When Venezuela recognized China's status as a market economy last week, Beijing secured yet another pawn in a low-key battle it is waging against the US and Europe, analysts said.
It is a battle for the two dominant powers in world trade to also grant China the much-coveted market economy label, and the stakes can be counted in billions of dollars.
"They're signing up more and more countries to acknowledge their market economy status to increase their bargaining power in the World Trade Organization [WTO]," said Andreas Lauffs, a trade lawyer at Baker McKenzie.
With Venezuela's nod, which comes on the heels of a similar move by Pakistan earlier in December, a total of 27 countries have recognized China's full market economy status, ranging from Brazil and Russia to Armenia.
Market economy status is crucial because it helps Chinese companies which run the risk of anti-dumping charges.
It would force countries conducting investigations to use prices charged for the same goods in China rather than in third countries such as India, as they are currently entitled to do.
The only problem is China itself agreed to being treated as a non-market economy until 2016 as part of the terms enabling it to enter the WTO in late 2001, but now analysts say that was just to make sure a deal was done.
"If we hadn't agreed to 15 years with non-market economy status, we would not have been allowed to join the WTO," said Hua Xiaohong, a professor at China National Institute of WTO. "It was the result of the negotiations."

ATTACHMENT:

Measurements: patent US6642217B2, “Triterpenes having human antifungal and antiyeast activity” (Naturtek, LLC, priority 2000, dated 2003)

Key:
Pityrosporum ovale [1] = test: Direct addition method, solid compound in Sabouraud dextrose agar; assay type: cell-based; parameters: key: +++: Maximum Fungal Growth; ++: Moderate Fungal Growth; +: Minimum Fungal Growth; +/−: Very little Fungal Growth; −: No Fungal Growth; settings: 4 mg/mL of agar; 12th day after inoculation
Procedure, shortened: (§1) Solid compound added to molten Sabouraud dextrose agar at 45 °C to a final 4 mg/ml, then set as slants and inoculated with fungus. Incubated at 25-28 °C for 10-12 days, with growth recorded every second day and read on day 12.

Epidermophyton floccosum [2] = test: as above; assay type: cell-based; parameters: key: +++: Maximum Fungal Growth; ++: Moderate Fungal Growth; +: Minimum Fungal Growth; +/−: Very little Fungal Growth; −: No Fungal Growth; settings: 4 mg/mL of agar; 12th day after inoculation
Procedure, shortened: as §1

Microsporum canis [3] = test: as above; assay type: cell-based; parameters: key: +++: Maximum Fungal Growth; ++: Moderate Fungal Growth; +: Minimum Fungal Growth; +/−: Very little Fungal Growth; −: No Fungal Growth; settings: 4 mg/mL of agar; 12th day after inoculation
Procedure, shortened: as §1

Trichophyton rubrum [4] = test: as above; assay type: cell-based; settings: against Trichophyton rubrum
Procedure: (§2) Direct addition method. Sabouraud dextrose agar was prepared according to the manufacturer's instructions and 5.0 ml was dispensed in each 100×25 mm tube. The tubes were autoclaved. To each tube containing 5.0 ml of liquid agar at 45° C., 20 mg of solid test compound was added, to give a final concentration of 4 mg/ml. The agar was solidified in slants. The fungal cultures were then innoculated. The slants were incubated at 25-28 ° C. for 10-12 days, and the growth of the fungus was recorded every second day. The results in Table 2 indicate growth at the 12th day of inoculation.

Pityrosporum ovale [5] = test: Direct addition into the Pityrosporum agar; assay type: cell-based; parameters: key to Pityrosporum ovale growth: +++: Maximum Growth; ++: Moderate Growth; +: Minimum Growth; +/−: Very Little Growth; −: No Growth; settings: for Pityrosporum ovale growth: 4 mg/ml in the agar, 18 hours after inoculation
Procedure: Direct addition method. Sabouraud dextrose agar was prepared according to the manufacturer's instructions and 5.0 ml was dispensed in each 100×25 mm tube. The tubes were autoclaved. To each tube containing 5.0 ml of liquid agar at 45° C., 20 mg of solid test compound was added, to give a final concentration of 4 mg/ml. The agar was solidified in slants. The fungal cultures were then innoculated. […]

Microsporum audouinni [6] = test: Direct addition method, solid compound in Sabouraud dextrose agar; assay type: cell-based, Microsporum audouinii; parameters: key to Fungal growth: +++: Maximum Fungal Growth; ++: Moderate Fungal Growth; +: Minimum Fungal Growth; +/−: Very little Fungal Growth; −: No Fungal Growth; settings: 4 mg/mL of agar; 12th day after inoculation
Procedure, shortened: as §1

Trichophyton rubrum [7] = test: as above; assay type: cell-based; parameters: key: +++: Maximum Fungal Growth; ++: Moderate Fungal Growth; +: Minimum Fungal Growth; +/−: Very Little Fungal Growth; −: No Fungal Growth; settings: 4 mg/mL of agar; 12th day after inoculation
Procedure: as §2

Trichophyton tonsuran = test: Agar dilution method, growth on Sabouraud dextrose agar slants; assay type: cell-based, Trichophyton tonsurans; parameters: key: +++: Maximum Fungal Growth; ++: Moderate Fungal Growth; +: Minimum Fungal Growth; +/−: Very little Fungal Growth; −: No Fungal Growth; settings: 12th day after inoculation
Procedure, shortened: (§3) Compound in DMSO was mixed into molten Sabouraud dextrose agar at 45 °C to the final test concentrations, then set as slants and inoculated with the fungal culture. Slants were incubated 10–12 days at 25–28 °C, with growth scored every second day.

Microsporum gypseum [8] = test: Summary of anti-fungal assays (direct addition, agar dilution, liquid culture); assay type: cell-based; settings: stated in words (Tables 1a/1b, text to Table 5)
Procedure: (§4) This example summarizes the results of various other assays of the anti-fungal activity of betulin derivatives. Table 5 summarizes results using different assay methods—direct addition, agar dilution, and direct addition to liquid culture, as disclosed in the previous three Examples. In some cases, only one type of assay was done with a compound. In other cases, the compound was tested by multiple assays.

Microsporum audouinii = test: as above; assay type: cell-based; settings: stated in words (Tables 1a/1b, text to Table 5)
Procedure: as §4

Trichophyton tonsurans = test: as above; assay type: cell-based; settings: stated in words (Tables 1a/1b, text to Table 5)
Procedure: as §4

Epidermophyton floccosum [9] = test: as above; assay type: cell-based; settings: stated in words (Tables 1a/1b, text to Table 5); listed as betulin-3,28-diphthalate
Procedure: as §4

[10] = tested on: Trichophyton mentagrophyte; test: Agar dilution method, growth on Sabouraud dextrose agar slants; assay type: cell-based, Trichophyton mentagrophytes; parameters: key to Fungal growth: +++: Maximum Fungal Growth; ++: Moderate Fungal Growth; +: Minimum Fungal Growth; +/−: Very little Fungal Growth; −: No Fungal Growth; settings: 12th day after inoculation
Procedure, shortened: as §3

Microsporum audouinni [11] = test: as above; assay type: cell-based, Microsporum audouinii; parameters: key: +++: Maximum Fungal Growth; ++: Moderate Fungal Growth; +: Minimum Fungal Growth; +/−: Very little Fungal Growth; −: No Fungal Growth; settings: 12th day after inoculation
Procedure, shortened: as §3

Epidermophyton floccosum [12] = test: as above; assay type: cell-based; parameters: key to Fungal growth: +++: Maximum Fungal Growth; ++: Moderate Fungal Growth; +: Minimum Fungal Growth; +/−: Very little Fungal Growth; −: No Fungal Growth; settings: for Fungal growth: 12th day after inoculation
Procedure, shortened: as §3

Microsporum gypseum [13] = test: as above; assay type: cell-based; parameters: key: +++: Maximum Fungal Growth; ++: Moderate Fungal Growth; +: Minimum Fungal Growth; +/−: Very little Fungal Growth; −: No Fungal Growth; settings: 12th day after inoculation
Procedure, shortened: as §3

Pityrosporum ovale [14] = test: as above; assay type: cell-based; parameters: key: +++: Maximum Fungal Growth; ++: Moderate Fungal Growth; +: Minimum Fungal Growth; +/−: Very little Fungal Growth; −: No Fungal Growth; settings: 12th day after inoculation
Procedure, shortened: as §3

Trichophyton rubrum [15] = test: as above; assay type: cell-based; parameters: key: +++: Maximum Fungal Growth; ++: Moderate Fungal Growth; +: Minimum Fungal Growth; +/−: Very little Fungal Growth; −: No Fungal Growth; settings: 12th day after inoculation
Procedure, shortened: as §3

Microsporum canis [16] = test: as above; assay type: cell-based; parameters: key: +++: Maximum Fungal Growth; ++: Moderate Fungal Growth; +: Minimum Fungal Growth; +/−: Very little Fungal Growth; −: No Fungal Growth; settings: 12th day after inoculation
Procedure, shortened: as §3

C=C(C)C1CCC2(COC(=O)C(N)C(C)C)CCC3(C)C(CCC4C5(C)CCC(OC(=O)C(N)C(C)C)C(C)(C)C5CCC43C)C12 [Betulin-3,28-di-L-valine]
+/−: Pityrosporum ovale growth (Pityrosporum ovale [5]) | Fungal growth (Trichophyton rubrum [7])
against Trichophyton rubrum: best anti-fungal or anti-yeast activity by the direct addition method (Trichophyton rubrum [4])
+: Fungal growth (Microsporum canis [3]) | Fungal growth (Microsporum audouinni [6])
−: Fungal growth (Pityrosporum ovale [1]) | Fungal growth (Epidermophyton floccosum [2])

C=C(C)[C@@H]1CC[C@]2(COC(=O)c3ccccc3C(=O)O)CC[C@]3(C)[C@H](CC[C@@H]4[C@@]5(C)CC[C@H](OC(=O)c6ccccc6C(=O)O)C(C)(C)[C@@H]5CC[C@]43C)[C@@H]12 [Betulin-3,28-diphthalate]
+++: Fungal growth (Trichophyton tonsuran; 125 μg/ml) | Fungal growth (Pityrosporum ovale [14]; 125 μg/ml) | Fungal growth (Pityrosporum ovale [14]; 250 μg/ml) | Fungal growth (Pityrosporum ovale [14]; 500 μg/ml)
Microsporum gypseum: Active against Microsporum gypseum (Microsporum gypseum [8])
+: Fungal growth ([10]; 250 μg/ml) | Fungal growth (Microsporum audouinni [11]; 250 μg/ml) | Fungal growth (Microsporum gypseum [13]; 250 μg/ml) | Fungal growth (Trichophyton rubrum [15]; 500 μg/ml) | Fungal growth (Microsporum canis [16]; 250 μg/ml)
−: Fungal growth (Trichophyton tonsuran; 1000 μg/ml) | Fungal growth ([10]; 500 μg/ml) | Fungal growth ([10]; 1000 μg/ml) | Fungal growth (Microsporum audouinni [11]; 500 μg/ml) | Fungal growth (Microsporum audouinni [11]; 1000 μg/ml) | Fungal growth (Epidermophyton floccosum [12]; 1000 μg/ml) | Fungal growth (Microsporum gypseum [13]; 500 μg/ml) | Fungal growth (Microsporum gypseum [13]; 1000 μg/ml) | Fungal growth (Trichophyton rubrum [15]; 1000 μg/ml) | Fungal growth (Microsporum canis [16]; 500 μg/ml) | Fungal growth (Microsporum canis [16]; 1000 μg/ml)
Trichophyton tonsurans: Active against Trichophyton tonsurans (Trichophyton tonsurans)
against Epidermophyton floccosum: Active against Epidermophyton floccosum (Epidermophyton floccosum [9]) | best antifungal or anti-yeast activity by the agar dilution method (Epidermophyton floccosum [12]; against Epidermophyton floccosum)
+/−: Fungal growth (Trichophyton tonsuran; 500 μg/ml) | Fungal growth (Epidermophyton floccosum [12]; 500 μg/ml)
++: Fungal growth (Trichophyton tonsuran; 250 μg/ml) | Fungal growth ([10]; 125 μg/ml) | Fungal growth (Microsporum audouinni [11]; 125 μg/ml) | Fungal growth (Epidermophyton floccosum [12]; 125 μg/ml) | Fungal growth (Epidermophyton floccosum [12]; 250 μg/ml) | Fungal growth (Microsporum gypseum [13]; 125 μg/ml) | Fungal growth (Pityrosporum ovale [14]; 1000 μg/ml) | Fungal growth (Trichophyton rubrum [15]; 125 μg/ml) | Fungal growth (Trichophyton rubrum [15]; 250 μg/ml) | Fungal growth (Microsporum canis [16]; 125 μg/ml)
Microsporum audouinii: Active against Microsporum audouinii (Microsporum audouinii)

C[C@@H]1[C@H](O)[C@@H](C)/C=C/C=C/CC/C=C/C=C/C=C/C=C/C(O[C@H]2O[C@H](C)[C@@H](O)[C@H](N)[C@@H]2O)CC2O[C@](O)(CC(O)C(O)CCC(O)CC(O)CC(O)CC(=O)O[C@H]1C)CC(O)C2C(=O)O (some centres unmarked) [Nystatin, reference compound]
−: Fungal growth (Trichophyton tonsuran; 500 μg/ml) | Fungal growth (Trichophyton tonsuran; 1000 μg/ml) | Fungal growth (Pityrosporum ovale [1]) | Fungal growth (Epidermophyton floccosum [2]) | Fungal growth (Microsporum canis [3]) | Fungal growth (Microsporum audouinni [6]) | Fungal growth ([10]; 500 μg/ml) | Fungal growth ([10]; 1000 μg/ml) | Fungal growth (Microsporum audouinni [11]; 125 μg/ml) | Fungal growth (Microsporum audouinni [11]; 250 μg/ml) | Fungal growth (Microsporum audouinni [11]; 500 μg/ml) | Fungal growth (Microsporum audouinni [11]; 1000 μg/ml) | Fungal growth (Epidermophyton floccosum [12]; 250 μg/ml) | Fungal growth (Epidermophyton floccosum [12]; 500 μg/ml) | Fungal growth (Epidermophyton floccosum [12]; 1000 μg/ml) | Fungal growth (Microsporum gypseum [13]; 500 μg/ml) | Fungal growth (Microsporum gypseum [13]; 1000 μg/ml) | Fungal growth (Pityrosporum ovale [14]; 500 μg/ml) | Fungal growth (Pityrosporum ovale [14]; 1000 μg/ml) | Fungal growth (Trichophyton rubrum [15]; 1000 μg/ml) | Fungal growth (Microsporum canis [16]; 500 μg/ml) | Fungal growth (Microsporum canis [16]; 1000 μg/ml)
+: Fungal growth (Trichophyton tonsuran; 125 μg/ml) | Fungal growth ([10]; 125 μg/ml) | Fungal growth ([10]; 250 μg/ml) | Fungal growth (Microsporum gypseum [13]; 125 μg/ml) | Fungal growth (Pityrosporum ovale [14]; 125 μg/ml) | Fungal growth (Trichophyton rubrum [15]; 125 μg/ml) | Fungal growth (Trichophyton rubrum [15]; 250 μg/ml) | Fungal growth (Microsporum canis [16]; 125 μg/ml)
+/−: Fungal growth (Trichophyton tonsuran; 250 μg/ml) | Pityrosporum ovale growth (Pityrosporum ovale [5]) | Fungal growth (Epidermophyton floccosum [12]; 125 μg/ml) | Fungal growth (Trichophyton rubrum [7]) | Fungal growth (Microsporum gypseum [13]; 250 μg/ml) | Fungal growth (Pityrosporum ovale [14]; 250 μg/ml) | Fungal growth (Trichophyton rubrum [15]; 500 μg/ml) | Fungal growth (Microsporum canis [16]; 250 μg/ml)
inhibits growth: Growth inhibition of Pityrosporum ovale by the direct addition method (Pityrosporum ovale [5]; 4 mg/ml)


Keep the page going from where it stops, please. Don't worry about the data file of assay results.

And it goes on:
China has spent the years since joining the WTO trying to convince trading partners to treat it as a market economy.
But Beijing has had only partial success. Most of the countries which have signed up so far have been peripheral in terms of China's trade.
"For countries like New Zealand and Pakistan, their trade volume with China is so small that they don't care," Hua said.
Larger countries, such as Australia, are studying the feasibility of switching China's status, but the US and the EU remain the big prizes.
The EU last turned down a formal request from China in June, concluding that the Chinese economy suffered from too much state interference, weak rule of law and poor corporate governance.
The Bush administration is also unwilling, or politically unable, to switch China's status.
China says that its treatment at the hands of the US and EU is inconsistent. For example, it notes that Russia is considered a market economy by the EU.
It also says that its unique pool of cheap labor is the driving force behind China's price advantage, and that no other country in the world can be used as a comparative yardstick on that basis.
As with China's demand for a EU lifting of the arms embargo imposed after the 1989 massacre of a pro-democracy movement, analysts said that the current mood in Brussels was more accommodating.
"China is going to be successful in the end because the EU at the moment is very much in favor of China," said Sebastian Bersick, a research fellow with the European Institute for Asian Studies in Brussels. "It's only a question of when it is going to happen."